AMD: 110-Degree Temps in Radeon RX 5700, 5700 XT Nothing to Worry About

Tsing

The FPS Review
Staff member
Joined
May 6, 2019
Messages
11,627
Points
83
Radeon RX 5700 and 5700 XT owners may not like the higher temperatures (e.g., 110 degrees Celsius) they're seeing in their reference cards, but the new thermals are normal and by design. That's according to a recent blog post by AMD, which elaborates on how its new cards measure temperature differently.

While older GPUs utilized a single sensor to report core temperature, the RX 5700 series (and Radeon VII) has multiple sensors spread out across the GPU, which allows for more accurate temperature reporting (there's an implication that pre-Navi cards may have ran at similarly high temperatures). It's inherent to AMD's new AVFS (Adaptive Voltage and Frequency Scaling) system, whereby voltage is automatically adjusted for peak performance.

This doesn't mean that the efficiency of these GPUs are remarkable, but it should reassure enthusiasts that they're operating at safe levels.

The 110-degree junction temperature is not evidence of a problem or a sudden issue with AMD graphics cards. AMD now measures its GPU temperature in new locations and reports additional data points that capture this information because it adopted more sophisticated measuring methods.
 
I remember when Hawaii came out and people scoffed at the 94C limit and I thought it was smart to make silicon work better at higher temps. If it's within engineering specifications then I wouldn't worry. If you like it cooler there's always water.
 
Toasty!
I keep setting my Wattman to ramp up fan speeds to keep my card a smidge cooler ... it keeps resetting and saying something crashed .. good to know I don't need that extra fan cooling power I guess ... :unsure:
 
Thats quite a temperature jump!
It looks like they had no choice to get the performance up on the smaller node.
Even if by design, it wont be good for longevity, solder joints and nearby components will age faster.
It will be unfortunate if the GPU life is shortened beyond its usefulness.
 
Anyone got a thermal camera(flir?) to confirm and/or compare these new sensor points? I don't know a whole lot about the differences between NV and AMD pcb's but it'd be interesting to see if these temps are really nothing new and just a different measuring spot as AMD says.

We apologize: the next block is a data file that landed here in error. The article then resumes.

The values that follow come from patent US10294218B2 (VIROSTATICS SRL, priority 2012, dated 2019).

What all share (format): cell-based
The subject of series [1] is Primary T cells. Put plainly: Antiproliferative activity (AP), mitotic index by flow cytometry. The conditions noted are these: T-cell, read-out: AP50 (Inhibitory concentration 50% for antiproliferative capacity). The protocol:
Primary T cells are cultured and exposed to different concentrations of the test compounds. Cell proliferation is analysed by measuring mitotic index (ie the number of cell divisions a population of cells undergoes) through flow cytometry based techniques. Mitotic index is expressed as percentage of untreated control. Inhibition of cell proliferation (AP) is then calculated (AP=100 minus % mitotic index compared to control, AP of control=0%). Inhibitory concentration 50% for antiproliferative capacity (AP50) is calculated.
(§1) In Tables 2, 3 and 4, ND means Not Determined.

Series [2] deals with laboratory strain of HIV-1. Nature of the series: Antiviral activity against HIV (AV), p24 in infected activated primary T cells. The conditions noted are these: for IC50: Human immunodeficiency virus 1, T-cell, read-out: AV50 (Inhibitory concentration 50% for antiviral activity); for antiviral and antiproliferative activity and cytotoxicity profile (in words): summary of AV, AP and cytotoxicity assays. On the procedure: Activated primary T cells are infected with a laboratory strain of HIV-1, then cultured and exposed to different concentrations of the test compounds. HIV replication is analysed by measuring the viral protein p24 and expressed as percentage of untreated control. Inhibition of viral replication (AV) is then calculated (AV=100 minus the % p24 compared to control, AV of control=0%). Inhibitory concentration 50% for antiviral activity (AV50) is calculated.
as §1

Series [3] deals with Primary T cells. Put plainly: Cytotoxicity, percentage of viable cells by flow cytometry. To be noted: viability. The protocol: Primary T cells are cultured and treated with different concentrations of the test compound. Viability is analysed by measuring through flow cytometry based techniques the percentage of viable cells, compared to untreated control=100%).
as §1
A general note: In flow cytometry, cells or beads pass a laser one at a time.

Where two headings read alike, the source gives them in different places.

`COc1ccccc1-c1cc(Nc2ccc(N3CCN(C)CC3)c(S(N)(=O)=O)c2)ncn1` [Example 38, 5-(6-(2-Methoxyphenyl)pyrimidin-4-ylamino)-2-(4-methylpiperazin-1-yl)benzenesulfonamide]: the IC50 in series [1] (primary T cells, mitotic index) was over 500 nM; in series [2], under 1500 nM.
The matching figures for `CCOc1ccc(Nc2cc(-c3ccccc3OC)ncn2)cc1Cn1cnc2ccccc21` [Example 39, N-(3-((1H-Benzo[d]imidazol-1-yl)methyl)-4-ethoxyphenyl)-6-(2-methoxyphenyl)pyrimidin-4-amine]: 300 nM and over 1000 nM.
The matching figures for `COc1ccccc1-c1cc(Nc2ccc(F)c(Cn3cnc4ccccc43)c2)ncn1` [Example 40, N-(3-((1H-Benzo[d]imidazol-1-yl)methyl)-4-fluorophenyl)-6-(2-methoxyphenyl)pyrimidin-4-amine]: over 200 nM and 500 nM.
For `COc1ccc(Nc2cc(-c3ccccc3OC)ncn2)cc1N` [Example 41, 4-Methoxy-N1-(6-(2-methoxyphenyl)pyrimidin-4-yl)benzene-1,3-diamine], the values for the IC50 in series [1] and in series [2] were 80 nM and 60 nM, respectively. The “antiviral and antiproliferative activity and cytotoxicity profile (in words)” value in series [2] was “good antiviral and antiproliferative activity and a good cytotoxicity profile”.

waterblock.......enough said.

My 5700 XT runs at 40C overclocked to 2100.
Use an EKWB in a custom loop.
 
I remember when Hawaii came out and people scoffed at the 94C limit and I thought it was smart to make silicon work better at higher temps. If it's within engineering specifications then I wouldn't worry. If you like it cooler there's always water.

This assumes that we can trust them to get the thermal properties right. I still remember Nvidia's issues in the 8800 to 9800 era when their solder just wasn't up to handling the temperatures and frequent heat/cool cycles that the GPU's produced.

I'd like to think that AMD would do this better when they are wandering into new temperature territories, but who knows?
 
Thats quite a temperature jump!
It looks like they had no choice to get the performance up on the smaller node.
Even if by design, it wont be good for longevity, solder joints and nearby components will age faster.
It will be unfortunate if the GPU life is shortened beyond its usefulness.

Well that depends on the area under effect of that temperature and the range of dissipation. This could be an effect of the number of temperature sensors and severely limited in area and hopefully being dissipated into the heat sink.
 
Other than endothermic reactions, I'm not sure of anything that runs better at high temperatures.
 
Other than endothermic reactions, I'm not sure of anything that runs better at high temperatures.

Well, there is one advantage of higher temps, and that is the heat transfer rate.

1565983630273.png

So, heat will transfer faster if there is a greater temperature difference.

This means that if whatever you are trying to transfer heat away from can tolerate a higher temp, you can run your fans at a lower (quieter) speed.

Personally I hate fan noise...
 
Well, there is one advantage of higher temps, and that is the heat transfer rate.

View attachment 94

So, heat will transfer faster if there is a greater temperature difference.

This means that if whatever you are trying to transfer heat away from can tolerate a higher temp, you can run your fans at a lower (quieter) speed.

Personally I hate fan noise...

I should have known that :confused:. Although the next question is where will it transfer first and are the components around it designed to handle that heat? It would be nice being able to run components at 100C+ with almost zero noise though since the amount of heat dumped in the room isn't dependent on that. Sadly I think most components lower life expectancy exponentially as temperatures increase.
 
I should have known that :confused:. Although the next question is where will it transfer first and are the components around it designed to handle that heat? It would be nice being able to run components at 100C+ with almost zero noise though since the amount of heat dumped in the room isn't dependent on that. Sadly I think most components lower life expectancy exponentially as temperatures increase.


While these are indeed fair concerns... My question is how long SHOULD they last? My CPU before this one lasted easily 6 yeas. The video card 2, and the memory 6. And they were all still running just fine. So fine I sold them and they are still running. And my 970 had a bit of coil whine to it to boot.

What life expectancy should we want/expect from a CPU. More than a platter drive sure.... but what is reasonable?

I've personally never hit that number whatever it is. Even with higher than temp's I liked.
 
Become a Patron!
Back
Top